21. MikeC says:

    Thanks UY and Paul. Tough, but enjoyable. I had most trouble with the SW corner, COLA BOTTLE and EGOIST being last in, though the parsing of GASTRONOMY in the NE also held me up. Good stuff!

  22. michelle says:

    coltrane@18
    Yes, this website is great!. Thanks, you entertained me and made me chuckle. That is the most amusing description of myself that I have read in quite a while. I LOVE the way that I started off as an “archetypal Australian” (ie uncultured), and then and then and then…..

    I guess that you will “unfold” soon (or not).

    Robi@16 – no offence taken. I had not understood your comment, obviously.

  23. Rowland says:

    A sweet offering then, but as you have already said the clues are a bit painful, maybe trying too hard to squeeze meaning out on the ‘surfaces’. EAR SAW is clues as ‘Van Goh’s surgical instrument’ as a phrase, I don’t know whether you meant that, but it’s a bit DBE as is CASSIUS for Clay in the same clue!!

    Bit untidy today for usually v good Paul.

    Cheers
    Rowly.

  24. NeilW says:

    Thanks UY – sorry, I’ve been busy today and had to solve this on an iPad between meetings, which may not have helped my mood.

    Echoing many of the comments above, sugary as the theme was, I found it a bit of a plod, trudging from one convoluted clue to the next. (Sorry, Paul, I know you meant well.)

  25. coltrane says:

    Michelle @ 22 was the “unfold” alluding to e e cummings?

  26. Trailman says:

    Finally got there, having been held up on EGOIST and the not particularly difficult MODESTY. The sweets helped, indeed were completed before much of the rest, for it was often my duty to bring a selection back from the sweet shop to the bus home from school. It’s not often remarked on, but Paul is a past master at linking clues ie in this puzzle 22,12 and 10,9 and 25,24; these are a great help at giving lights in quarters where one can’t otherwise get a start.

  27. Otia says:

    Thanks to Paul for the puzzle and Uncle Yap for the blog. I still grapple, very often unsuccessfully, with Paul’s puzzles and this one was yet to break that mould. 1 down was the first in for me and I then thought I would be looking at sweets I’m the desert (quelle horreur when I found out otherwise)

  28. Kathryn's Dad says:

    Spookily, Alan C had an image of 10,9 across in his blog last week. If memory serves well. It’s here:

    http://www.guardian.co.uk/crosswords/crossword-blog/2013/feb/18/valentines-day

  29. Mitz says:

    Thanks Paul and Uncle Yap.

    Bunged in BOOTLACE with my eyes closed and thought this might be a doddle. I was wrong. Been pretty busy today and only able to get into it in fits and starts, but completing the solve was a somewhat gradual process.

    The sweets were all good fun. Loved FLYING SAUCER and considered Angel, Fairy and Pixie before finally remembering SPACE DUST (and then only when I had the crossing ‘a’ from CLEARS AWAY.

    Once again I am mystified by Rowland’s objection @23. Isn’t playful imagery, as with the Van Gogh reference, the essence of a fun but challenging crossword? Ian Payn @9 – sorry the puzzle didn’t do anything to alleviate the unpleasant tedium of your journey.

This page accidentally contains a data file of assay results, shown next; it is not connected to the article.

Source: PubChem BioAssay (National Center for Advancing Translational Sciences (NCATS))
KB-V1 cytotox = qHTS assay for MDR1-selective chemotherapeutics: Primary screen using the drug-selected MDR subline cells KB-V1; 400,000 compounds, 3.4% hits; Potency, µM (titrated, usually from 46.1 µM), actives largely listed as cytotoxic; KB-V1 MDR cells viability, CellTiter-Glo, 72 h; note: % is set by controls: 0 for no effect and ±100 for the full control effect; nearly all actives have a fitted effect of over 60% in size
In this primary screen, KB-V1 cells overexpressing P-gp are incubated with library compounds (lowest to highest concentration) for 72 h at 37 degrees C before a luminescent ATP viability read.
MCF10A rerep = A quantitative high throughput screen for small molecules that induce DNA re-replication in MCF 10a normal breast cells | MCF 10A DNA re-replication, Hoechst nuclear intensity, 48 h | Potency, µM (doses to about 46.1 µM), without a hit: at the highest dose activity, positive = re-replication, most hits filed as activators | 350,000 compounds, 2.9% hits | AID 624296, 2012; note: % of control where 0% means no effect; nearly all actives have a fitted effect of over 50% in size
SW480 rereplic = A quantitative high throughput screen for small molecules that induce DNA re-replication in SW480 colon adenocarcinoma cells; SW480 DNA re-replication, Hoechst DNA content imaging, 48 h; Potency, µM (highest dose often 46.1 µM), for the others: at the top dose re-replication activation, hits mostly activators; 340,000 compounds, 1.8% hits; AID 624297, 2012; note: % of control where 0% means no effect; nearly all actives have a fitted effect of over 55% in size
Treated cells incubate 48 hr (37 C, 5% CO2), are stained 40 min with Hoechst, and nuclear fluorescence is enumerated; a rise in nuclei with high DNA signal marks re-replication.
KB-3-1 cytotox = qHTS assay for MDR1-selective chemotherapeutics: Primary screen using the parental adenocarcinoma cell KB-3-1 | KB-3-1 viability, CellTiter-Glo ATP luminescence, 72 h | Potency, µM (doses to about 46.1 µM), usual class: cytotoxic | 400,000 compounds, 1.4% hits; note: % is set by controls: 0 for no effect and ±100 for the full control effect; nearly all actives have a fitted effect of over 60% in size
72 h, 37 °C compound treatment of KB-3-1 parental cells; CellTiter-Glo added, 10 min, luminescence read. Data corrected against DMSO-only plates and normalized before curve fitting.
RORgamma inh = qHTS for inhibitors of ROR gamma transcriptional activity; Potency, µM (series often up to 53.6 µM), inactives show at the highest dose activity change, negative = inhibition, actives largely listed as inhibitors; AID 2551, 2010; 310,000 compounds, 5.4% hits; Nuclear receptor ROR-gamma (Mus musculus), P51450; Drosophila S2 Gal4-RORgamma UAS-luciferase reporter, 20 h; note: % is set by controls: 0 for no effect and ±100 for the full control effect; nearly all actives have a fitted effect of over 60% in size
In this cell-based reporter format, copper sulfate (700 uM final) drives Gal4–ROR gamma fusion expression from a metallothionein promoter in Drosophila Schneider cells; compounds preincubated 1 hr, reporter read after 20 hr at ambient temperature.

THE BACKS was very nice, but COD for me was FEEBLE – even though I knew what I was looking for it still took a while for me to say “aha!”

  30. Mike M says:

    A good puzzle overall, but let down a bit by EGOIST, which was clued in a very cumbersome & clunky way just to try and make an &lit. Oh well, still infinitely better than yesterday’s offering… and THE BACKS was rather good…

  31. Matt says:

    Not particularly tough, but I very much enjoyed the nostalgia trip. Racking my brains for the sweets I used to eat was a lot of fun, and I swore I could taste the fizz as the answers dropped in.

    A proper Proustian rush.

  32. Brendan (not that one) says:

    Enjoyable crossword I thought and I didn’t find the clues painful!

    I knew all the sweets although the “cola bottle” and “space dust” were a little after my “sweet eating days”.

    Last in was EGOIST.

    P.S. What is DBE Rowland @23?

  33. brucew_aus says:

    Thanks Paul and UY

    This was tough going for me – and although familiar with the actual sweets, they have different names down here – think we used to refer Space Dust as Whizz Fizz and that we just called BOOTLACES licorice straps.

    Still found most of the clues fun – came unstuck with TURBOJET having justified TURNOVER as work (output) with RUT, OVER (being in a plane :) ) and was still working out how strange was N!

  34. Paul B says:

    If I may interject, DBE is, I assume, ‘definition by example’, a practice frowned at by people like me.

    But EAR SAW, as a fanciful pseudo-phrase Paul spots (plus his qualifying ‘possibly’), is very harshly labelled thus, I fear. OTOH Cassius for CLAY probably is DBE, since there are many Cassiuses to choose from. So about half right there, Rowly old bean, in my opinion anyway.

    PS I’d have had ‘claiming’ rather than ‘claims’ here, as I’ve become a pedant for cryptic grammar.

  35. Huw Powell says:

    Just a painfully half-finished struggle for me, I’m afraid, since I had never heard of any of these sweets (possible exception, PEAR DROP). Couldn’t find uses for any that I consumed in the 60s in Wales, and was never sure if desserts, or afters, might also come into play, or if at least one use of “sweet” would not be the definition.

    Some nice non-themed clues here and there, but otherwise a lost cause, for me at least.

    Thanks for the effort, Paul (and you recent 100th anniversary blog!) and the blog, UY and the rest of you.

    PS, Michelle, methinks you do protest your “beginnership” too much!